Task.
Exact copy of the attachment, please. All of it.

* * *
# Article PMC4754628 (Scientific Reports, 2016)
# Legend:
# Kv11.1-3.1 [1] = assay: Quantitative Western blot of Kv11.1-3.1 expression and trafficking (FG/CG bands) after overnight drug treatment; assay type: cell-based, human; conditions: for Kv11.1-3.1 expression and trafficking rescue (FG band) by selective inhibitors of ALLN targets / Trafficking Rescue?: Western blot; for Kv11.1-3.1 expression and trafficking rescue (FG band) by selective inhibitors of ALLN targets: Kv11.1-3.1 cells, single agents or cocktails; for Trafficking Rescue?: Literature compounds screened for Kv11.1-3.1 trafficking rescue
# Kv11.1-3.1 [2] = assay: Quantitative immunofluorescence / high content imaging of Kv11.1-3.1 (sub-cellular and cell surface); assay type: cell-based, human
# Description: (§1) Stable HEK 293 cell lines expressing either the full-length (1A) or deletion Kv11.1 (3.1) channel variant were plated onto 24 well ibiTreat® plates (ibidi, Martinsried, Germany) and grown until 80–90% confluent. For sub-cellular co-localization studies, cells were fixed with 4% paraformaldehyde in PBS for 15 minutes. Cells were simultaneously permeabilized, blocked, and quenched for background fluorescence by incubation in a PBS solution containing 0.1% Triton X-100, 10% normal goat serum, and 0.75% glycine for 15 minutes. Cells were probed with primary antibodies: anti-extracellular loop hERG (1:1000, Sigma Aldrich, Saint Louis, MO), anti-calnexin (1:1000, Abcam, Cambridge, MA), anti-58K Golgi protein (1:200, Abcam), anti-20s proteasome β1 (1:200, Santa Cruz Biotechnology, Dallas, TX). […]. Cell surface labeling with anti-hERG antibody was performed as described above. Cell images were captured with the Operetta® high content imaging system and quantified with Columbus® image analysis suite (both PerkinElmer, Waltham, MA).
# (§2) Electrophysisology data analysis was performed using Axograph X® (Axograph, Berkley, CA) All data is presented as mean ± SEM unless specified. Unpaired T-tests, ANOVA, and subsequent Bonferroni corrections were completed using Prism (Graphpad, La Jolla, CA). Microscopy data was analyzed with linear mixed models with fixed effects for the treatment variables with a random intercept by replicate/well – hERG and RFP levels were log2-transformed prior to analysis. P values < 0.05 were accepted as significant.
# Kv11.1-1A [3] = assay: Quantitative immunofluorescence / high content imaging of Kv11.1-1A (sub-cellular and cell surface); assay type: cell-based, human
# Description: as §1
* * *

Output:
# Article PMC4754628 (Scientific Reports, 2016)
# Legend:
# Kv11.1-3.1 [1] = assay: Quantitative Western blot of Kv11.1-3.1 expression and trafficking (FG/CG bands) after overnight drug treatment; assay type: cell-based, human; conditions: for Kv11.1-3.1 expression and trafficking rescue (FG band) by selective inhibitors of ALLN targets / Trafficking Rescue?: Western blot; for Kv11.1-3.1 expression and trafficking rescue (FG band) by selective inhibitors of ALLN targets: Kv11.1-3.1 cells, single agents or cocktails; for Trafficking Rescue?: Literature compounds screened for Kv11.1-3.1 trafficking rescue
# Kv11.1-3.1 [2] = assay: Quantitative immunofluorescence / high content imaging of Kv11.1-3.1 (sub-cellular and cell surface); assay type: cell-based, human
# Description: (§1) Stable HEK 293 cell lines expressing either the full-length (1A) or deletion Kv11.1 (3.1) channel variant were plated onto 24 well ibiTreat® plates (ibidi, Martinsried, Germany) and grown until 80–90% confluent. For sub-cellular co-localization studies, cells were fixed with 4% paraformaldehyde in PBS for 15 minutes. Cells were simultaneously permeabilized, blocked, and quenched for background fluorescence by incubation in a PBS solution containing 0.1% Triton X-100, 10% normal goat serum, and 0.75% glycine for 15 minutes. Cells were probed with primary antibodies: anti-extracellular loop hERG (1:1000, Sigma Aldrich, Saint Louis, MO), anti-calnexin (1:1000, Abcam, Cambridge, MA), anti-58K Golgi protein (1:200, Abcam), anti-20s proteasome β1 (1:200, Santa Cruz Biotechnology, Dallas, TX). […]. Cell surface labeling with anti-hERG antibody was performed as described above. Cell images were captured with the Operetta® high content imaging system and quantified with Columbus® image analysis suite (both PerkinElmer, Waltham, MA).
# (§2) Electrophysisology data analysis was performed using Axograph X® (Axograph, Berkley, CA) All data is presented as mean ± SEM unless specified. Unpaired T-tests, ANOVA, and subsequent Bonferroni corrections were completed using Prism (Graphpad, La Jolla, CA). Microscopy data was analyzed with linear mixed models with fixed effects for the treatment variables with a random intercept by replicate/well – hERG and RFP levels were log2-transformed prior to analysis. P values < 0.05 were accepted as significant.
# Kv11.1-1A [3] = assay: Quantitative immunofluorescence / high content imaging of Kv11.1-1A (sub-cellular and cell surface); assay type: cell-based, human
# Description: as §1